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  5. "Tusipojaribu kupika ugali ha…

"Tusipojaribu kupika ugali hatutaweza"

Translation:If we don't try to cook ugali, we will not be able to

May 7, 2018



Translation unnecessarily reverses sentence structure.


Is the condition on the wrong clause in the translation?


The original Swahili sentence is "if we don't try to cook ugali, we will not be able to" ... which is the same content as the English translation, but yeah, the order has been reversed. It means the same thing, but if this is the only answer they accept, that's whack.


Now the Swahili sentence says "If we don't try to cook stiff porridge we will not be able." Still a somewhat different word order and meaning is applied for the offered English translation: "We will not be able to cook stiff porridge if we don't try." Reported and asked for correction of the word order 8-Oct-2018


I think it is the English which is being cooked here?!


Haha, that was my ... typo is not the right word. Brain fart. Fixed it now.


"Tusipojaribu, hatutaweza kupika ugali."

Another thing I have noticed is that in all the examples so far, both clauses are negative. I am fairly certain the clause following the -SIPO- clause does not have to be a negative tense, although it may have a negative connotation. Proverb: Usipoziba ufa, utajenga ukuta - If you don't fill in a crack, you will build a wall.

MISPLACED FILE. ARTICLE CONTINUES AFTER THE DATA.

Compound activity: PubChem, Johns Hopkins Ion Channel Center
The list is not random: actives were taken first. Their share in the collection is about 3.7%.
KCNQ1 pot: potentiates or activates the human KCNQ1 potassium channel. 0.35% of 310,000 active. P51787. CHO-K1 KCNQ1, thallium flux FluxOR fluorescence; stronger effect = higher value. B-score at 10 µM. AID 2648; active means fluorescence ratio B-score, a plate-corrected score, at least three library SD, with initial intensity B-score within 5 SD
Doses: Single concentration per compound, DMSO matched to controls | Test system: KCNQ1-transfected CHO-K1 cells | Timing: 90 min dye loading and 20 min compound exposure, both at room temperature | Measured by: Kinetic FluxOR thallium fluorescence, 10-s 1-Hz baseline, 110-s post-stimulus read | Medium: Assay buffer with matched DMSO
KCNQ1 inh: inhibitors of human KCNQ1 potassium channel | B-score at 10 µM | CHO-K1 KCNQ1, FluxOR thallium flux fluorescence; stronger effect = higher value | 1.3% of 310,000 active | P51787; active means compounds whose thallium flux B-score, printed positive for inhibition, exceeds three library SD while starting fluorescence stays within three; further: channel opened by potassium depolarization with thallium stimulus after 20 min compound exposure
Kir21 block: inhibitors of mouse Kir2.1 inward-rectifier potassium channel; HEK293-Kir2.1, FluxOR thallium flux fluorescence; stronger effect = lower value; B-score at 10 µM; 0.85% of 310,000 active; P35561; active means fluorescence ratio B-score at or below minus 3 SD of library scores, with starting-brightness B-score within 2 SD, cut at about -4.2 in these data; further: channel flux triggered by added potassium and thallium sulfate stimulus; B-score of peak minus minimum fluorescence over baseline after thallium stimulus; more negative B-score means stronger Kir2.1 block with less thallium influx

Just an observation, Duo. I've noticed ongoing in this set of lessons that you are offering for the translation don't paired with will not. Normally if we say don't in one part of the sentence, we would say won't in the other part; conversely, if we say (or more likely, write) do not, that would be paired with will not. It's not wrong exactly, but just a little odd, to have the casual and formal mixed in the same sentence, ESPECIALLY when they're paired words. Couldn't, Wouldn't, Shouldn't: Could Not, Would Not, Should Not. Do Not, Will Not: Don"t, Won't.


Attempt is just as good as try


My answer should be accepted

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